To examine the effect of metal centers on SACs, a number of different metal-based SACs were prepared. Mn-, Fe-, Co-, and Cu-based SACs can be obtained by controlling metal precursors during the ion-exchange step (Supplementary Fig. 5). In contrast with Ni, other metal SACs show almost zero jCO with high H2 selectivity in the cCO2RR (Supplementary Fig. 6). On N-doped carbon (N/C) prepared without ion-exchange, the HER only takes place in high overpotential regions. These results demonstrate that the Ni center plays a key role in the selective cCO2RR to CO. The changes in the oxidation state and structure of Ni–N/C during the cCO2RR were further investigated through an in situ XANES analysis. From the in situ XANES spectra, significant changes in the structure of Ni–N/C during the cCO2RR were not observed (Supplementary Fig. 7), illustrating the catalytic importance of the distorted coordination structure of single atom Ni catalyst, which allows for excellent catalytic performance in the cCO2RR without electrolyte-modulating additives.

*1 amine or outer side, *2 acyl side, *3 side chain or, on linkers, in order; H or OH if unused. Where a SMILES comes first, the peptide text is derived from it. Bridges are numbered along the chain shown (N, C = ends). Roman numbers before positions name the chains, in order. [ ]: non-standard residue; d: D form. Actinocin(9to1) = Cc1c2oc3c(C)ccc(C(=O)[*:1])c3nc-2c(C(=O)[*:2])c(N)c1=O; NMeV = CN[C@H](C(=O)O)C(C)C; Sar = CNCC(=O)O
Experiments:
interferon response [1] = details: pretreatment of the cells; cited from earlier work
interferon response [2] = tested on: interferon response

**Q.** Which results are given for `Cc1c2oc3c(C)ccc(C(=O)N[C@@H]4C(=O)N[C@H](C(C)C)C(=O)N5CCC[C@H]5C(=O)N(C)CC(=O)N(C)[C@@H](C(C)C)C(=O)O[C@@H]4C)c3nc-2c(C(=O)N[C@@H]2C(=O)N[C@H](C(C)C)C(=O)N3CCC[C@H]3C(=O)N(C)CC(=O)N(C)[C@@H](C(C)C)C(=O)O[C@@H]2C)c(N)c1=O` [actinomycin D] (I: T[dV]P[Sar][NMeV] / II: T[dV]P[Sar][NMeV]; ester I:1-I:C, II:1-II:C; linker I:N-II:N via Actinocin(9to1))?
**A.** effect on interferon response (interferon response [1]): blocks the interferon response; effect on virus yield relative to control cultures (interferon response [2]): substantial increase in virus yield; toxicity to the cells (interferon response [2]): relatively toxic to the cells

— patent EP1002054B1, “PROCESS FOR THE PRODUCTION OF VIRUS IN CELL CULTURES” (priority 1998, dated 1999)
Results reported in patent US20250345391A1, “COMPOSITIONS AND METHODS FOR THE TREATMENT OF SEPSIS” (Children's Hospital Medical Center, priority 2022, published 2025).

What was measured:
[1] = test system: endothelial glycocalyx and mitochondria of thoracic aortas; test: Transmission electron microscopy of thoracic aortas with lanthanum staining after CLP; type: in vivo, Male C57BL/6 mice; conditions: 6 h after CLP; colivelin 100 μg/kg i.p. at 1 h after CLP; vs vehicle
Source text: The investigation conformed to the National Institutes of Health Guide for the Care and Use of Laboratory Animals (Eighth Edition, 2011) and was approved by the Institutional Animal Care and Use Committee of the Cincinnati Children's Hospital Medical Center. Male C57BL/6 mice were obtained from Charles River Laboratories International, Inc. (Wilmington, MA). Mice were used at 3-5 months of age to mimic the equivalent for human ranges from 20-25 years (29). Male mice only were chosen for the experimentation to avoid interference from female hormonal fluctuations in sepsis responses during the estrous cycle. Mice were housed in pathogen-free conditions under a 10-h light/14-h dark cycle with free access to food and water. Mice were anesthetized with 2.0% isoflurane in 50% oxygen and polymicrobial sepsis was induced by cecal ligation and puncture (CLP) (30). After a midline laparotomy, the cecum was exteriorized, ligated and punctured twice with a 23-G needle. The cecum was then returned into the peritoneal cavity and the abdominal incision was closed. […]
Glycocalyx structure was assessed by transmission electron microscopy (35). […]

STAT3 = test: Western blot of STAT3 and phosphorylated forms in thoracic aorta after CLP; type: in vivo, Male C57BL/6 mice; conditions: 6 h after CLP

Practical applicability test using a zero-gap membrane electrode assembly. To evaluate the practical applicability of the cCO2RR in high current density, an electrochemical characterization was additionally performed with a zero-gap membrane electrode assembly for the cCO2RR in CO2-captured 5 M MEA. BPM was used to drive the regeneration reaction of carbamate (RNHCOO− + H+ → RNH2 + CO2), to increase the local concentration of CO2 near the cathode and thus enhance conversion activity (Fig. 2a). At −50 mA cm−2, the CO F. E. of Ni–N/C was 64.9% (Fig. 2b and Supplementary Fig. 8), which is approximately 2.5 times higher than that of cAg (25.5%), showing a similar trend to H-cell experiments and demonstrating the superior catalytic performance of Ni–N/C for the cCO2RR in high current density. When an anion exchange membrane (AEM), the alkaline properties of which favor gas-fed CO2 reduction reaction, is used, significantly lowered cCO2RR selectivity has been observed for both Ni–N/C and cAg (Fig. 2b and Supplementary Fig. 8). This could be because AEM is inferior to proton transfer toward the cathode side. From these results, we propose that building a high concentration of liberated CO2 is essential for the cCO2RR at high current density of membrane electrode assembly, consistent with previous reports in bicarbonate solutions.18 The activity difference in the usage of BPM with AEM provides information on the initial stage of the reaction pathway of cCO2RR, which will be discussed in the following section.